Welcome to the Marlborough College Blackett Observatory, home to the largest refracting telescope in Wiltshire. The Observatory is a key facility for the study of Astronomy by pupils at Marlborough College. It is open to the public through the Friends of the Marlborough Telescope membership scheme. School and Society visits are welcome, please contact the Director to arrange your visit.
Week of 19th February 2024
- Astronomical twilight ends at 19:20 UT at the start of the week and at 19:30 UT by the end of the week.
- Jupiter (-2.3) sets at around 23:45 UT this week, sinking ever further to the west as this apparition draws to a close.
- As the Moon waxes to Full, spend some time exploring the areas of Mare Imbrium with the Jura Mountains and Oceanus Procellarum with craters Copernicus, Kepler and Aristarchus.
- The Moon is Full on Saturday – the Snow Moon.
- The Sun currently has 7 active regions and the sunspot number is 100.
- There are no visible evening ISS passes this week.
(For full details about ISS passes click this link: heavens-above-iss-passes to visit the heavens-above website. If you are not in Marlborough, please ensure that you set your location for the most accurate ISS timings).
What's been going on at the Blackett Observatory
GCSE Observing: 10 pupils from the Hundred Astronomy GCSE class came up to the Dome with GKWJ to continue their Aided Observing Tasks. The 96% Waxing Gibbous Moon did not make for perfect Messier Object observing conditions and there was patchy fast moving cloud. Despite sub-optimal conditions, the group first observed M81, Bode’s Galaxy, then searched for the planetary nebula M76, but failed to spot anything in the bright moonlight, so moved to the brighter object M3, a globular cluster in Canes Venatici. Sketches of the globular were made. Meanwhile, a camera was set up outside capturing images to create another star trails image for the sidereal period of the Earth project.
Outreach Visit: The first group of Cherhill Cubs (19 Cubs and 3 Leaders) visited the Observatory with GKWJ. It was cloudy. The group enjoyed a virtual Sky Tour in Stellarium, a visit to the Dome and a series of photographs of the Moon.
Outreach Visit: The final group from Cothill House prep school, consisting of 11 pupils and two staff, visited the Dome with GKWJ on a hazy evening. We tried to observe the Moon through the 10-inch, but the cloud was too thick. The group asked a whole range of great questions, looked at a selection of images and enjoyed the Campo Del Cielo meteorite from the Wetton Collection.
Friends Observing: 14 Friends joined GKWJ and JAG at the Observatory for this year’s Lunar Observing event. Conditions were far from perfect, with fast moving cloud, but there were sufficient breaks for observing to take place. We started at 90x magnification and a glorious view of the 68% Waxing Gibbous Moon. Up to 140x for closer views of the Sea of Showers with the Apennine mountain range at its edge, including the tallest mountain on the Moon, Mount Huygens at 6000 metres, then to crater Clavius in the south. Mag up to 220x to spot Rupes Recta, the ‘Straight Wall’ cliff face in the Sea of Clouds, and a view of the Apollo 11 landing site in the Sea of Tranquility. The cloud had thickened too much at this point, so the group took a seat in the warm room where a Friend shared some key pieces from his Moon Memorabilia collection with us, including a mission patch worn by Neil Armstrong, the Retro Timer Unit and a ‘Remove before Flight’ tag that still smells of kerosene!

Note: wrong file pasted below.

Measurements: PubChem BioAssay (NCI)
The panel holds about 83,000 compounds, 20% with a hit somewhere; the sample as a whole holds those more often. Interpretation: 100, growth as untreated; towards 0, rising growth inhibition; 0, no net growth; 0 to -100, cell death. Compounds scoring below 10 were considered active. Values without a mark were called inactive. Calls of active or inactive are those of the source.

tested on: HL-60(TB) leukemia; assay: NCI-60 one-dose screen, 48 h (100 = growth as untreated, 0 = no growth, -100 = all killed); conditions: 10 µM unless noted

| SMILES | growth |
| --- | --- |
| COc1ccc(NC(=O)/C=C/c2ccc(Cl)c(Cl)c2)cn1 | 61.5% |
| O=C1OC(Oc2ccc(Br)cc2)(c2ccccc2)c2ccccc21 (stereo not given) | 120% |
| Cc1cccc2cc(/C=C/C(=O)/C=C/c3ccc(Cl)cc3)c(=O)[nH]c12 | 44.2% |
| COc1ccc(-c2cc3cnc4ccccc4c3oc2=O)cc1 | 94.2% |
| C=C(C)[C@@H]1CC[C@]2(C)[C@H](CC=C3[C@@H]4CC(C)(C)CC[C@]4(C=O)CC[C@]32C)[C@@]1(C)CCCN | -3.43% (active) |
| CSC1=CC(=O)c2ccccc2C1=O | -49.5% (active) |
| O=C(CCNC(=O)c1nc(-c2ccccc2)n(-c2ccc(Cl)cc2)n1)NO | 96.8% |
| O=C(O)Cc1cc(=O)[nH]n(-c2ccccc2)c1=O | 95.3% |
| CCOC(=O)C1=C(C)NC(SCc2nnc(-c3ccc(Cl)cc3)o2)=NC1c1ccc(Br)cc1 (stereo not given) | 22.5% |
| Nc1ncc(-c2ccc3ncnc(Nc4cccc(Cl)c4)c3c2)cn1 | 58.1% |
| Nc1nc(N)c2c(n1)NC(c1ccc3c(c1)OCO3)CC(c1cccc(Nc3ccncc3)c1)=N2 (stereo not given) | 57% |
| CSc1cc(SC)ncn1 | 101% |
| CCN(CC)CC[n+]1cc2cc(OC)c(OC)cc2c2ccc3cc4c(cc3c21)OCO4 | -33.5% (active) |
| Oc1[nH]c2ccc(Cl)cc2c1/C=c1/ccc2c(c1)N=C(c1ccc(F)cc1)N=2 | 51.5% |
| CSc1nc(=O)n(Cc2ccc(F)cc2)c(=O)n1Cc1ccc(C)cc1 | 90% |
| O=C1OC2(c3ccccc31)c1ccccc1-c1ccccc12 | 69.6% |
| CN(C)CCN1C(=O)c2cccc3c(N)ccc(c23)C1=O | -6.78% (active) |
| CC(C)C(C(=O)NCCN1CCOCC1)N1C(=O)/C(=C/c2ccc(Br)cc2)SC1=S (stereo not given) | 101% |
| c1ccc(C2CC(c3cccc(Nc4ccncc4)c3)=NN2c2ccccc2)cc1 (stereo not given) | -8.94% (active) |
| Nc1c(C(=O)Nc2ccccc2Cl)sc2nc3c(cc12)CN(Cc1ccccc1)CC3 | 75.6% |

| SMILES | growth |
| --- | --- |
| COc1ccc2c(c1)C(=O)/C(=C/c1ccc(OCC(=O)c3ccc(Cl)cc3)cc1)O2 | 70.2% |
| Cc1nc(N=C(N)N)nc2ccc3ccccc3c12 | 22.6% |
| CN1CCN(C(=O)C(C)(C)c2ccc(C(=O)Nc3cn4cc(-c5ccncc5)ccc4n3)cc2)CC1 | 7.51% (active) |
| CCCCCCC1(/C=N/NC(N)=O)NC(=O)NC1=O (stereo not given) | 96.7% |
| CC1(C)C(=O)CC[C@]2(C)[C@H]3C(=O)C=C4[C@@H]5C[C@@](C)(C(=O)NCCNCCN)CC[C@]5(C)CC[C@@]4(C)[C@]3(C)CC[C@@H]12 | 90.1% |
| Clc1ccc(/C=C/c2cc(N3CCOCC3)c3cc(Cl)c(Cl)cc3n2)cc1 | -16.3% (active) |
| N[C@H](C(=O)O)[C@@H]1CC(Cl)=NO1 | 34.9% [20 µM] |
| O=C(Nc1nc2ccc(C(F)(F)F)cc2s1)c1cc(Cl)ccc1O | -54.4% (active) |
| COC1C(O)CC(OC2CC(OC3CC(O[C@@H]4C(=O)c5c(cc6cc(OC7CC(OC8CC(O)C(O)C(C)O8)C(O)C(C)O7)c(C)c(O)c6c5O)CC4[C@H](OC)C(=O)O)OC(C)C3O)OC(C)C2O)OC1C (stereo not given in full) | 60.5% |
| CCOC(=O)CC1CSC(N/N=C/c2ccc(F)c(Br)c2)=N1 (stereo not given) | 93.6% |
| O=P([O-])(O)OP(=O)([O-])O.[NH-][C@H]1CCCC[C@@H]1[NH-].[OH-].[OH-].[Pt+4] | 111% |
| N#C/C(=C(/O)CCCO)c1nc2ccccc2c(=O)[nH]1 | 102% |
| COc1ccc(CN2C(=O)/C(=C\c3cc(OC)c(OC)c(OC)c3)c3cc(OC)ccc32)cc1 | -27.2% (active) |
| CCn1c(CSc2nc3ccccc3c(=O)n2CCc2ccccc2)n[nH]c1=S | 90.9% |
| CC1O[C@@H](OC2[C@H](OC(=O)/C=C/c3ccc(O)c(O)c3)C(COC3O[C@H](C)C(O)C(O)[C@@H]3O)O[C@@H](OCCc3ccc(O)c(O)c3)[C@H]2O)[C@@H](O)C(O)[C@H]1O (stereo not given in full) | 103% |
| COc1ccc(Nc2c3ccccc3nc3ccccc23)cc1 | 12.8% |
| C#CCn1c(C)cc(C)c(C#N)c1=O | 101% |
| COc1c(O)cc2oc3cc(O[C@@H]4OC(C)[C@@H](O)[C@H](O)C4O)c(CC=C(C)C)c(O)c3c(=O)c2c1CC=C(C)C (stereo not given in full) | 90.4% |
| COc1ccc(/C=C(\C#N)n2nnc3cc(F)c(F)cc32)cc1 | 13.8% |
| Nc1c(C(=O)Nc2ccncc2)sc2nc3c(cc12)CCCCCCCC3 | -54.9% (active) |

14th to 17th February
Friends Outing: An intrepid group of 17 Friends headed out to Kilpisjärvi, Finland at 69°N in search of the Aurora Borealis. Armed with thermals to survive the -15°C arctic conditions, the group enjoyed a snowmobile safari to the 3 borders point where Finland, Sweden and Norway converge, a Sami reindeer experience learning about the culture and ways of Lapland, and a night time snowmobile safari. Some of the group went on excursions for ice fishing on the lake and snow shoe trekking across the tundra. The absolute highlight of the trip was on the Thursday evening when the sky was perfectly clear following a beautiful sunny day, the group went down to the frozen lake to view the night sky. After about 45 minutes, a strange grey-ish cloud arced over the northern horizon. It soon turned a greenish colour and a stunning display of the Aurora started. The shimmering green curtains of light came in waves, dancing across the sky. The display lasted for about an hour, making the trip a complete success.
All Sky Eye
The Latest View from the MCBO
The All Sky Camera operates from 30 minutes after sunset through the night until 30 minutes before sunrise. The latest image is updated automatically every 5 minutes and the time lapse video is refreshed each morning at around sunrise. Click the still image to view a large version
Latest Still Image
Most recent time lapse video
The Latest SQM Chart from the MCBO
Thanks to generous funding from the North Wessex Downs National Landscape, the Blackett Observatory now has a fixed Sky Quality Meter (SQM) in place, measuring sky darkness every night throughout the year.
This is the latest chart of SQM readings, measured in magnitudes per square arcsecond (mpsas). The darkest reading to date is 20.8 mpsas, which equates to Bortle 4.5 and a naked eye limiting magnitude of +6.0. The sky will now be monitored constantly to see how the effect of light pollution is changing over time. A project to monitor sky quality across our local area is underway using NWD funded handheld SQM devices and volunteers from the Friends of the Marlborough Telescope.
The SQM chart updates every 15 minutes through the hours of darkness.
The yellow circles show the altitude of the Moon, if present.